Hyptis suaveolens



Hyptis suaveolens

(L.) Poit. 1806

pronounced: HYPE-tiss swah-vee-OH-lenz

(Lamiaceae) — the lavender family)


common name: horehound, mint weed, pignut

Hyptis comes from the Greek 'υπτιος (hyptios), turned back, referring to the lower lip position of the flower; suaveolens is Latin for sweet-smelling.
This shrub or woody herb from tropical America is now widespread through most of the tropics as a weed. It grows up to about 1.5 m tall, with hairy stems that are square in cross-section.

The leaves have a strong smell when crushed. They are ovate to obovate, 3 – 5 cm long and 2 – 4 cm wide, the margins serrulate, the lower surface densely hairy, and the petioles up to 3 cm long.

The plant produces flowers at the early age of 2 or 3 months. The flowers, which have 4 stamens, are in small cymes along branch ends with reduced leaves. The calyx is about 5 mm long in the flower, 1 cm in the fruit, and ribbed. The corolla is bluish. The flowers have a large number of pollinators, and this leads to enormous seed production.

The fruits are nutlets about 1.2–1.5 mm long, slightly notched at the ends. The seeds are protected in a spined burr, and this helps greatly in their dispersal. They remain in the bristly fruit, which easily attaches to fur and clothing, and can be dispersed by water as well.. The mucilaginous coating of the seeds, when wet, will also adhere to potential vectors.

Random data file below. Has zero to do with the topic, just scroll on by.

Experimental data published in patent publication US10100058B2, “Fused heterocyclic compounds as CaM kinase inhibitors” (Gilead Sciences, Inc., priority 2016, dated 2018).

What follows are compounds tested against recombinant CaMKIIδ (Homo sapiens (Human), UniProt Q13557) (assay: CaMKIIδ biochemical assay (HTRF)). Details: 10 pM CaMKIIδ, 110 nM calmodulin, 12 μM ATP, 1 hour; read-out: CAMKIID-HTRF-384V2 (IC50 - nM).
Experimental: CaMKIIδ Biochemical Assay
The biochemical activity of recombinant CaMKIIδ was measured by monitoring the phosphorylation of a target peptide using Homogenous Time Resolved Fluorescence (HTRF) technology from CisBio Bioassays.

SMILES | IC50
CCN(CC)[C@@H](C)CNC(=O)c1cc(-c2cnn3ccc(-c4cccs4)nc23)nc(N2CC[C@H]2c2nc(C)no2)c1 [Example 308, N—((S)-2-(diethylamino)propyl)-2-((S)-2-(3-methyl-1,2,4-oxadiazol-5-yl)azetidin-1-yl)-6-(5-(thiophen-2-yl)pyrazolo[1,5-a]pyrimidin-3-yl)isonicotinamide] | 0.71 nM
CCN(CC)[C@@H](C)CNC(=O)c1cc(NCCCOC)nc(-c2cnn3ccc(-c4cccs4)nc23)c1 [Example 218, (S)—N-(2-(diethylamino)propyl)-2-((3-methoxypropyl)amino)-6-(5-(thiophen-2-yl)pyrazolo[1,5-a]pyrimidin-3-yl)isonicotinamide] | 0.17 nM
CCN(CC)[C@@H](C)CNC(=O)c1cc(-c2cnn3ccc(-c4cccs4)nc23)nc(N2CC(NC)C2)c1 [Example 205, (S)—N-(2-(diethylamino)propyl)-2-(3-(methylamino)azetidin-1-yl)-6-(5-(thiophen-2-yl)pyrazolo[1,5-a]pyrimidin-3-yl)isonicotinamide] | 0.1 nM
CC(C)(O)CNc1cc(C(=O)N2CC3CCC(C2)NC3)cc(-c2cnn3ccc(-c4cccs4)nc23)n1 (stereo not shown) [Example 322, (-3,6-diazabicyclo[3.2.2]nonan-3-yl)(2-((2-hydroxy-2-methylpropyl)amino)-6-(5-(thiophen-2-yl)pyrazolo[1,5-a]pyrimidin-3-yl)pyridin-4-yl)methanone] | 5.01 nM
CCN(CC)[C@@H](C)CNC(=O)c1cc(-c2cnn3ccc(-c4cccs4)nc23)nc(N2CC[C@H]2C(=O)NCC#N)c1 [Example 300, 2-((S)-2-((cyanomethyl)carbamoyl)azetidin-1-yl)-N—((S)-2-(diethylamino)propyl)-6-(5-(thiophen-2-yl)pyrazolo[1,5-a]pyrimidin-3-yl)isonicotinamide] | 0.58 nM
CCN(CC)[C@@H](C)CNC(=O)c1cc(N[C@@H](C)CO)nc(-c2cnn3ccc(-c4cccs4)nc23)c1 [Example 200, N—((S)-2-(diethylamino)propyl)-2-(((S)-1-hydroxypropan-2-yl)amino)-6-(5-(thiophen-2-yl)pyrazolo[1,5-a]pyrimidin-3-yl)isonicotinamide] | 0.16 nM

Horehound seed is often a contaminant in pasture grass seed. The seed can remain dormant for many years until the right conditions for growth occur.

The plant favours dry, open locations, on roadsides, or in disturbed or overgrazed areas, by watercourses, and in pastures and open forests where the soil is well-drained. It can form dense thickets. It is considered dangerous to livestock.

In India, where the plant is well-established and is becoming an invasive species, it is used medicinally as a treatment for indigestion, stomach pain, nausea, flatulence, colds, and infections of the gall bladder. The essential oil the plant contains has antibacterial and antifungal properties. Besides all this, the plant has insecticidal properties, and is said to be a mosquito-repellant. Its rapid spread, however, not only inhibits other nearby species, but increases livestock pressure on the native species because the animals find this plant unpalatable due to the essential oil. Its disadvantages as an invasive weed far outweigh its medicinal benefits.


Information about medicinal qualities of plants, or about their use as medicines, is for interest only, and is not intended to be used as a guide for the treatment of medical conditions.


Photographs taken in Picnic Bay 2009, 2012, Nelly Bay 2013, Horseshoe Bay 2014
Page last updated 16th January 2019